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Swine Creek Reservation

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Old 07-11-2010, 11:58 AM   #1
The Zodiac
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Default Swine Creek Reservation

For those that are unaware of this state park, it is located on Hayes Rd. in Geauga County in Middlefield, Ohio.

Aside from the beautiful property that contains numerous trails through the woods in which to walk & enjoy God's creation & the Swine Creek running through it that the park is named after; it also contains two ponds on the property.

When I first fished these ponds back in 1994 I found a virtually untapped population of largemouths & bull bluegill. The fishing was excellent for the first few years that I fished there. As a young kid & young teenager I found in this place a sanctuary for me to grow my new found love of fishing. Up until I was about 15 years of age I would spend well over 200 days of the year fishing these ponds from dawn to dusk. My grandparents would drop me off there & pick me up near dark. The solitary experience I was able to have learning the habits of the fish in the waters & honing my new found fishing skills was what founded deeply in myself the love of fishing that I now cherish.

This solitary time that I shared with nature alone was more than just fishing, it was also about "finding" myself during those questionable years of one's life where there seems to be so much uncertainty. This is where I forged my deep love for fishing small waters that I carried with me all of my life.

Those ponds were also where I met my first 5 pound largemouth. I can remember that day with the clarity of events that seemed to of transpired only yesterday. It was September 9th, 1996 in the early hours of the morning when I was fishing for bluegill off of the bridge that crosses one of the two ponds that is known as the "Lodge Pond". I hooked a bluegill on my ultralight outfit & was enjoying the struggle that 7" fish was giving me when all of a sudden I noticed that this big bass was chasing the bluegill on the end of my line with a skitsofrenic fury. My heart pounded like never before in my life as I watched the bass zig when the bluegill zigged & zagged when it also zagged. I knew that the tiny size #12 gold, aberdeen hook that was in the bluegill's mouth was insufficient to hook the bass that was in chase, so I decided to quickly pull the bluegill in & attach it to a larger hook on my bass rod. I then gently reentered the doomed bluegill into the water & the bass resumed its chase. I kept the bluegill just under the surface & it was very still either from being tired from the the previous fight it gave me, or from fear of the lurking bass, or perhaps a little of both factors. The bass was right under the surface within inches of the bluegill just staring at it. I couldn't believe that I was witnessing the biggest bass I have ever seen in my life (at that point), right before me. It seemed an eternity as I patiently dared not move myself or the bluegill, waiting for the bass to take the bluegill & answer my prayers. The bass then gently opened it's mouth & slurped the bluegill in with no commotion at all & then slowly swam off. I was literally shaking out of excitement & fear that I may not be able to hook the bass & waited for about 20 seconds before I drove the hook home. The bass gave me the fight of my life, but thanks to a little luck & my 30 pound spiderwire, I was able to land my first 5 pounder.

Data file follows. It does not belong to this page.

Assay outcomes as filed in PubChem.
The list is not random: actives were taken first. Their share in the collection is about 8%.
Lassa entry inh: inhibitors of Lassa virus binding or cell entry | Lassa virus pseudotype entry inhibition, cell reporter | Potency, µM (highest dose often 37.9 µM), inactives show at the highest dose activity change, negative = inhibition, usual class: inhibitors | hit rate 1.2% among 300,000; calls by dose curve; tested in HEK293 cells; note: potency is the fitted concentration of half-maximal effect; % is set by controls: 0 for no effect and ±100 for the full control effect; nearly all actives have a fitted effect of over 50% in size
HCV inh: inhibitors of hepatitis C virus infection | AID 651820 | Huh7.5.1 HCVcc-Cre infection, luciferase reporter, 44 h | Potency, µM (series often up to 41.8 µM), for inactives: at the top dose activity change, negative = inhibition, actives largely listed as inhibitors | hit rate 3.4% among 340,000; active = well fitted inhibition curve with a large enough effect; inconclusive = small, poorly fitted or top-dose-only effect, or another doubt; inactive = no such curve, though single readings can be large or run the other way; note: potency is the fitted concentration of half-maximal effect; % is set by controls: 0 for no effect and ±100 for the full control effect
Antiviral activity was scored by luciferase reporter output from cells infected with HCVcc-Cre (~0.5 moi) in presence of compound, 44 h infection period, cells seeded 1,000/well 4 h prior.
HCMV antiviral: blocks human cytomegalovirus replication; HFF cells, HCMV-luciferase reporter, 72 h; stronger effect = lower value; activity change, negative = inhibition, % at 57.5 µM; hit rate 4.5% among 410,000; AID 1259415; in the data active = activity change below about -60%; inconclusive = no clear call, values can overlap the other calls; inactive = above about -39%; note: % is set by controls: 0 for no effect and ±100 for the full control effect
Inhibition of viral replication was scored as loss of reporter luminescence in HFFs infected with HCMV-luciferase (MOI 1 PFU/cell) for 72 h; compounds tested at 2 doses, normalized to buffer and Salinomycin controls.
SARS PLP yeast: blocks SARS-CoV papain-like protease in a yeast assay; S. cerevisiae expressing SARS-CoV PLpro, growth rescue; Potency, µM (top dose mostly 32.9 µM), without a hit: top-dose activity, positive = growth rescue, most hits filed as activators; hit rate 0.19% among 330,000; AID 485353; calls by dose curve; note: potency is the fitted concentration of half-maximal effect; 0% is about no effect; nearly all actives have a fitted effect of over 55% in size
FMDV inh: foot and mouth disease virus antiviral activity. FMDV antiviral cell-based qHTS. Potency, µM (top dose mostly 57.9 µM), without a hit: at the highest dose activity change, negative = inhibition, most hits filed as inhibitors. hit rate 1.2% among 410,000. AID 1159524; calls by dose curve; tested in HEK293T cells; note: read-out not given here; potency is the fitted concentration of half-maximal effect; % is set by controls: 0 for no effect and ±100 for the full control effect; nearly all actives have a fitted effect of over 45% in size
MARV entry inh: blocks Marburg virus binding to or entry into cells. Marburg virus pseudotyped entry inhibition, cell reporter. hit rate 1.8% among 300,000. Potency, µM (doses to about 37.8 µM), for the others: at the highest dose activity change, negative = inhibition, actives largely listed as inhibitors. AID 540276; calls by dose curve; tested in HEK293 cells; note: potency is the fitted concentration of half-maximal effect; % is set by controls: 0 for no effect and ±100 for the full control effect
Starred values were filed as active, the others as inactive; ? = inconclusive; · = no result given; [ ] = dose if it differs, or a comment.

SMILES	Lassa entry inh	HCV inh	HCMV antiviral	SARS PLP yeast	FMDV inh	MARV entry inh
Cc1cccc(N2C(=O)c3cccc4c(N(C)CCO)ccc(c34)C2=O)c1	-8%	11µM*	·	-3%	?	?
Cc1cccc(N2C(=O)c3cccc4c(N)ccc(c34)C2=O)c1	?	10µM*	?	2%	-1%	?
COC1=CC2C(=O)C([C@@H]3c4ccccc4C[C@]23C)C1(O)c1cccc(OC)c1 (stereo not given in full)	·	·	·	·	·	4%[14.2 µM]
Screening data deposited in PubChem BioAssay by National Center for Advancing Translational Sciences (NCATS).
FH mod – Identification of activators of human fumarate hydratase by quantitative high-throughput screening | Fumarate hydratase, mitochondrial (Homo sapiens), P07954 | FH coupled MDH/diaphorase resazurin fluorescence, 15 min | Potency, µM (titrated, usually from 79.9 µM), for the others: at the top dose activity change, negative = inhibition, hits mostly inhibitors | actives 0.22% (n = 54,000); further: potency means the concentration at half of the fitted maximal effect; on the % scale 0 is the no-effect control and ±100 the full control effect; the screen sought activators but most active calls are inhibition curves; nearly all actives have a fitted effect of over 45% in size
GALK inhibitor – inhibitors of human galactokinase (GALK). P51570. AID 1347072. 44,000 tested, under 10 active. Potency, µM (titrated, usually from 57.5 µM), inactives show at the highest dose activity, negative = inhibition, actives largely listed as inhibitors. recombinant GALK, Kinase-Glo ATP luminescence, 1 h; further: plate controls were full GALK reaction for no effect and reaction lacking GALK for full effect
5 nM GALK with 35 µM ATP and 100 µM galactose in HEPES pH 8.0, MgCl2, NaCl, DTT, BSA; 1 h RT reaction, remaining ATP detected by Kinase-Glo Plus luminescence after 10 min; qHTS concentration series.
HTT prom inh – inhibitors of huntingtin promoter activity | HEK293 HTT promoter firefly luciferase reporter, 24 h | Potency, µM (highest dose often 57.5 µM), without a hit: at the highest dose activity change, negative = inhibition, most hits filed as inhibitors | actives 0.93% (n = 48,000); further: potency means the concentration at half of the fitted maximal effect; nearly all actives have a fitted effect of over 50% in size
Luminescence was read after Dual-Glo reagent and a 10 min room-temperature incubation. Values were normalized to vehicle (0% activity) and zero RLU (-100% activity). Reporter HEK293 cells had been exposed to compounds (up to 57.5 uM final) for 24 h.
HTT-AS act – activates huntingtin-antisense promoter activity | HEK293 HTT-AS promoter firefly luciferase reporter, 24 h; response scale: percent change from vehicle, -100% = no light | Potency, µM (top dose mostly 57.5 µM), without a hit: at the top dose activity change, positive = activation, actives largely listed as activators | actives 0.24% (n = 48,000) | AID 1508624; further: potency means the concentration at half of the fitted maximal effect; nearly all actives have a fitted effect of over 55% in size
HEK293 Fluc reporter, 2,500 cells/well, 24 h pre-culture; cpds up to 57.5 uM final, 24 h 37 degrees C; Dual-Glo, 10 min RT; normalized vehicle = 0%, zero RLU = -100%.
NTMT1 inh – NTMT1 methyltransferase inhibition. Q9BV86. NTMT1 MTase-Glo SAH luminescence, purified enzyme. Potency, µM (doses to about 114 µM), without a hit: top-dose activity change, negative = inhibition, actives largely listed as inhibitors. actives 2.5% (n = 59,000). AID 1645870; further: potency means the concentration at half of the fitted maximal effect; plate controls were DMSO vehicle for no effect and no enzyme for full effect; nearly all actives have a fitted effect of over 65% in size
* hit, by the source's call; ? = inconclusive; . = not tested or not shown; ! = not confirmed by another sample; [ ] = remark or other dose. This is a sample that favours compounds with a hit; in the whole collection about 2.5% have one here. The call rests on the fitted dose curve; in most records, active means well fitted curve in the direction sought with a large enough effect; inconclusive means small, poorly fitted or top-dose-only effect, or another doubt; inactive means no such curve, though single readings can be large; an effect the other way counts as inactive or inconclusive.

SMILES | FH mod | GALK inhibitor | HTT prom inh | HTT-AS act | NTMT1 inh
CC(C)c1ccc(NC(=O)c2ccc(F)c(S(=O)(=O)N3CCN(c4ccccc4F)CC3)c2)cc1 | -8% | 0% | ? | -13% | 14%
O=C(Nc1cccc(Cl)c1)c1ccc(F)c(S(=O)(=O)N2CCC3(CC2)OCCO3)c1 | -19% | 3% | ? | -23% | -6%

The most remarkable aspect of this story is that I returned later that evening, caught a bluegill & put it on my bass rod & caught the same exact bass again. The bass' length & girth were identical to the one I caught earlier that morning & was caught from the exact same location under that bridge. I felt like the luckiest kid in the world to of experienced such a "fishing miracle".

The best part about the catching of the bass that evening was that my grandmother, her friend, & her friend's mentally challenged husband were there to witness this. My grandmother's friend's husband was ecstatic & said that he was so happy to of seen me "catch such a whale". I felt like that experience was just as much for him as it was for me. He would pass away a few years later, & my grandmother would tell me how up until his death that he would still talk about that "whale". It made me feel so good to of been able to of given him an experience that meant so much to him.

A few years after all of this people fished the bass out of the "Lodge Pond" & it became what it is now, apparently barren of largemouth, as I have not seen or been able to hook any since then there. I stopped fishing there for many years because of this, but returned to "my fishing roots" this year traveling to Swine Creek. Now although the "Lodge Pond" is still seemingly barren, the other pond still has some good largemouths in it. I have seen a few bass around the 5 pound mark this year swimming the shallows & will continue to enjoy my childhood fishing mecca trying to emulate that great day in my life where I landed my first 5 pounder twice in the same day.

Aside from sharing the above history of my love of fishing this place, this post has a question for my fellow OGFers. I went to Swine Creek Friday during the torrential rain showers & spent several hours fishing & getting drenched. But I seen in the shallows a 3 pound bass guarding a nest from invading bluegills. This blew my mind as I have never seen a bass on a bed this late in the season. My question is if any of you have ever seen one guarding fry this late in the year.